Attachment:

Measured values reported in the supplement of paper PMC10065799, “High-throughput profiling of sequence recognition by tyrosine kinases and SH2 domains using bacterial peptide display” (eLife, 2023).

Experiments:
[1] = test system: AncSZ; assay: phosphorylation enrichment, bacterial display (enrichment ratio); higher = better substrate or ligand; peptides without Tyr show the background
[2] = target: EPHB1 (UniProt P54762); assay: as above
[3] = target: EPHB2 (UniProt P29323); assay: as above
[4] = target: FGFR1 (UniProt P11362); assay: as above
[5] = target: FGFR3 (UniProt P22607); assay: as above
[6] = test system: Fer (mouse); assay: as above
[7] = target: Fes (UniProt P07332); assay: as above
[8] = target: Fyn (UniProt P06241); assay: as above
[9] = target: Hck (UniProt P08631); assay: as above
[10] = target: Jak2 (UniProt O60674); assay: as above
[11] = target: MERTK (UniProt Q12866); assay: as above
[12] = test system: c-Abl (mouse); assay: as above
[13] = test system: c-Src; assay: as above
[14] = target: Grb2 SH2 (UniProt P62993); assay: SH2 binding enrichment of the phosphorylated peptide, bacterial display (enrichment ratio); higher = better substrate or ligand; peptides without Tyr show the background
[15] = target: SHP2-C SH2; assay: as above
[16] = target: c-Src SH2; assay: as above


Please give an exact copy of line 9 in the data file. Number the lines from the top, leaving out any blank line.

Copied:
[7] = target: Fes (UniProt P07332); assay: as above